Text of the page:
I try to use the time in between meetings to take in Nairobi. I “car window shop” looking at the stalls at the side of the road and yesterday asked David if he could remember the location of one I wanted to come back to with cool looking bags. I look at the fashion of Kenyan women and love their colorful skirts and dresses, but know most of them I can’t pull off back home. I saw a young woman wearing a cute skirt that looked like it could work in the U.S. and I had to hold myself back from opening the car window and asking her where it was from. Everywhere you look there is some sort of building being constructed or trees being chopped down (hence why our internet was out for 24 hours). There are piles and piles of red dirt. Yesterday we drove past Uhuru Park which is a sprawling park in the middle of the city. There were big statutes and families out relaxing in the park with the backdrop of a Nairobi skyline. I desperately wanted to take a picture (because I feel like I have had none to share from Nairobi for friends and family back home) so I rolled down my window and realized my immediate error when two people begging for money came over and stood at the window while we were stuck in traffic. One faces the same moral dilemmas of how to deal with this type of situation in the U.S., but I felt stupid for inviting it by opening my window. Most of the time I am sweltering in the back seat of David’s van because due to safety concerns I don’t keep my window open. At least I am not freezing in a Boston blizzard J I am often sounding ridiculous repeating Swahili words David is trying to teach me over and over again not quite getting the sounds and rhythm correct.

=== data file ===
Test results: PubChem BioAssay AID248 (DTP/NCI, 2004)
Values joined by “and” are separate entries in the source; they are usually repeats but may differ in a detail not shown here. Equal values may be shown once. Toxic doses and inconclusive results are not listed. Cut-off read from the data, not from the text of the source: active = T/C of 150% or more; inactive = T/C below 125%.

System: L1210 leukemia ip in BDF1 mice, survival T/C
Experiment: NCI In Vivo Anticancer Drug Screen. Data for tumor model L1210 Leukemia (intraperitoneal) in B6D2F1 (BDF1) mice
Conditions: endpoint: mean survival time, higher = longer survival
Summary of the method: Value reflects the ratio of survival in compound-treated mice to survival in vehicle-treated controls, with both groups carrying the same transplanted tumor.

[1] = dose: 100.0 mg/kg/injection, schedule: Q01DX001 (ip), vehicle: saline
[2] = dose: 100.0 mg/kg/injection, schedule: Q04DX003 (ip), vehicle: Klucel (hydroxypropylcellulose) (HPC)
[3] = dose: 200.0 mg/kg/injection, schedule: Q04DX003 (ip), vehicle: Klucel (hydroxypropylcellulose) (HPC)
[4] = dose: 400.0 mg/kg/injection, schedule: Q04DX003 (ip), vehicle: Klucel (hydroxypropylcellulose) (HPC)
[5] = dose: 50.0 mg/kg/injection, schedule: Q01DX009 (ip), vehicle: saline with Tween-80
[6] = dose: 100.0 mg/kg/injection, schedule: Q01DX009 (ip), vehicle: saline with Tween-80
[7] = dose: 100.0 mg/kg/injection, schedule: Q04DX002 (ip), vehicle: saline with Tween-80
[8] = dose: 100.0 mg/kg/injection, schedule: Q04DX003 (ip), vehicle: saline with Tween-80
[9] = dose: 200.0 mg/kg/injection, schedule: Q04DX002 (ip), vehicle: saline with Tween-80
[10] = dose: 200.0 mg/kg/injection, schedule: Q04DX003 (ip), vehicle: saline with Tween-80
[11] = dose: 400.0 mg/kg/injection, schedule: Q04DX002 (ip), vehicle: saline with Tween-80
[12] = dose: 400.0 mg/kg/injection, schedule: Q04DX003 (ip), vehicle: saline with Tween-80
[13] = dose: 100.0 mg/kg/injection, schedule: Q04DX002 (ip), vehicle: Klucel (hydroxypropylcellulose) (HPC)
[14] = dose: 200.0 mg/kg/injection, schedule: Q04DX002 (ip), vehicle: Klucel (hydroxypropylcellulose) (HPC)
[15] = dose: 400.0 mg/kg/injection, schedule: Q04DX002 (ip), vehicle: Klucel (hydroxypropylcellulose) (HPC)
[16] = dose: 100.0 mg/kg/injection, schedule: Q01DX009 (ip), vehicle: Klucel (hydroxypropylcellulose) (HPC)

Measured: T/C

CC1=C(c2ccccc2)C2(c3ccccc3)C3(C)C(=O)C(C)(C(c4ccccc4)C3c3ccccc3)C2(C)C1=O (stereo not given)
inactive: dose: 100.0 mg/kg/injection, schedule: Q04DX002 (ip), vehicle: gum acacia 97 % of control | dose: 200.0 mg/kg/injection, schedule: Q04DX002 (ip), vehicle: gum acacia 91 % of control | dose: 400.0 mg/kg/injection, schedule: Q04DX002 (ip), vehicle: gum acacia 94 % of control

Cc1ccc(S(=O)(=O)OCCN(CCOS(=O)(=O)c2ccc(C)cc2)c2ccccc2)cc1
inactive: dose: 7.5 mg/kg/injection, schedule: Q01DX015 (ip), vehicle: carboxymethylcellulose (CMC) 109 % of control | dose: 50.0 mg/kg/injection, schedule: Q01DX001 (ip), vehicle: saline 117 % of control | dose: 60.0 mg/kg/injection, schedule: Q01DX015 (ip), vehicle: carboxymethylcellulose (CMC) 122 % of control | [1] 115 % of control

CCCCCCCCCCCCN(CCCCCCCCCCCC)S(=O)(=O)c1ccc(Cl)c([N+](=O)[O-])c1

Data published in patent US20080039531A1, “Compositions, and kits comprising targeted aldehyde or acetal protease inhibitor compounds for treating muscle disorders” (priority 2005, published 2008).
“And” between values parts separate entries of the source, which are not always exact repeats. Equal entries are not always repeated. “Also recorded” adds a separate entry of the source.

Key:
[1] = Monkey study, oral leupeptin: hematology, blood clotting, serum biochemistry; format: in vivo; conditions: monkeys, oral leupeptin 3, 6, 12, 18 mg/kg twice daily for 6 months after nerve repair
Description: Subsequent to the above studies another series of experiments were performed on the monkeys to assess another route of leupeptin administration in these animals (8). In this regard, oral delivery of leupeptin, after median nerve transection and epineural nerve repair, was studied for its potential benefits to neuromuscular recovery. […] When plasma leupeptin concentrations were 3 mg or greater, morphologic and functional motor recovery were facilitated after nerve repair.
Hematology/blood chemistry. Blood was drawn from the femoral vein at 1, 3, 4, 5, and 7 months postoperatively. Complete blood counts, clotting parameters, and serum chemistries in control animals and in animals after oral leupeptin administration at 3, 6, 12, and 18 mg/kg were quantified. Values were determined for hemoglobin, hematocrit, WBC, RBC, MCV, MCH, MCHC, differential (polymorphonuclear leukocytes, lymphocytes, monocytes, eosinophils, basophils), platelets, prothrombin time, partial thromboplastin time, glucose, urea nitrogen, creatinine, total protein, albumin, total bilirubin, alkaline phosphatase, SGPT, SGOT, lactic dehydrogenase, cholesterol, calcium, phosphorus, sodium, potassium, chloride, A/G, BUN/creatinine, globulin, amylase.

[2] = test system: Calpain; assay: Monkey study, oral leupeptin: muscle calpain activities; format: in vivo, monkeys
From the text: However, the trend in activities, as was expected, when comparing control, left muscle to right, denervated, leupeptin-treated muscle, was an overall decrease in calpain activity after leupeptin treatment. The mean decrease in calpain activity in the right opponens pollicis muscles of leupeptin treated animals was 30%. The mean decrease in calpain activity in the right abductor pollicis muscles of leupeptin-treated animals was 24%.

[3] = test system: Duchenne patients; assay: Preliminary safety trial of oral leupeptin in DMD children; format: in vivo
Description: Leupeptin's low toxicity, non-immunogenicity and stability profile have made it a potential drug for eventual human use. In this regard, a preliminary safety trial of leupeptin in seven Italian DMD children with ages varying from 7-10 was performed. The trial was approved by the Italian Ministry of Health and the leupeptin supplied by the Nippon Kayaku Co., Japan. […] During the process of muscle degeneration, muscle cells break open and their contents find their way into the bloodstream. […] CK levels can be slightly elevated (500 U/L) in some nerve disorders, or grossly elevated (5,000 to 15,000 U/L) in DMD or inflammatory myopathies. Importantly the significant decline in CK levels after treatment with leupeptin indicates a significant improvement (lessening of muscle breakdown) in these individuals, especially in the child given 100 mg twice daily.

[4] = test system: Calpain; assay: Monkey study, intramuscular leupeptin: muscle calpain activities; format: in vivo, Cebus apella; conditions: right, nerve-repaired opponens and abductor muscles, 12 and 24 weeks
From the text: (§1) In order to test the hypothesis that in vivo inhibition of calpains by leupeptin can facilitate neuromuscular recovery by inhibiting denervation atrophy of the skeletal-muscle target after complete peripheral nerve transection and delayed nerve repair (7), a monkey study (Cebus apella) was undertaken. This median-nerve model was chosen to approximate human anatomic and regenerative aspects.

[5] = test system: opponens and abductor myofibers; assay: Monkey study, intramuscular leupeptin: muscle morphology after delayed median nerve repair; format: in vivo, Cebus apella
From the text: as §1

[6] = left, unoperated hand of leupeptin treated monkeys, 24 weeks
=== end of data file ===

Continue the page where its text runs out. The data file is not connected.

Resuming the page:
Many of my meetings have involved people telling me this research is too difficult to do for my PhD or pointing out the challenges I will face. I try to keep positive, but of course internalize what they are saying. Other meetings I have fantastic conversations and leave feeling intellectually stimulated and curious. The emotional rollercoaster of my day ends up leaving me feeling exhausted.

At the end of the day I come home and frantically write-up all my notes and thank you emails with reminders of who people offered to connect me to. When I get home it is early afternoon in the U.S. so other emails from my home life start coming in.

All this to say is I have lots of emotional and intellectual ups and downs and so most of the time this trip isn’t easy. But what I keep trying to remind myself is that is the point! I have gone to so many research workshops about techniques for field research and challenges for field research and I absorbed them in some abstract way, but now I am living it. Field research isn’t easy and it isn’t supposed to be! Part of the reason I haven’t been connecting lessons from the workshops is because when we think of “the field” most people imagine some rural village and meeting with locals about their experiences. My field research looks like bopping from cafés to offices meeting with people and getting their professional expertise, not usually their first-hand experiences. But it is still fieldwork even if it doesn’t fit the stereotype and involves sitting around and drinking a lot of my favorite new drink “dawa” (hot water with lemon, ginger, and honey).